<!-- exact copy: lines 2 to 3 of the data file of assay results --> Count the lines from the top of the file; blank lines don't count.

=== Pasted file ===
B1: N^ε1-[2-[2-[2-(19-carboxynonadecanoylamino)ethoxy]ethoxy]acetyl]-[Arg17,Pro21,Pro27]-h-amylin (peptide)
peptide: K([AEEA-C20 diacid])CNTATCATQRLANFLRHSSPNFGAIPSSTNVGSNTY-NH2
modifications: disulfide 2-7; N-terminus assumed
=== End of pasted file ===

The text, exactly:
peptide: K([AEEA-C20 diacid])CNTATCATQRLANFLRHSSPNFGAIPSSTNVGSNTY-NH2
modifications: disulfide 2-7; N-terminus assumed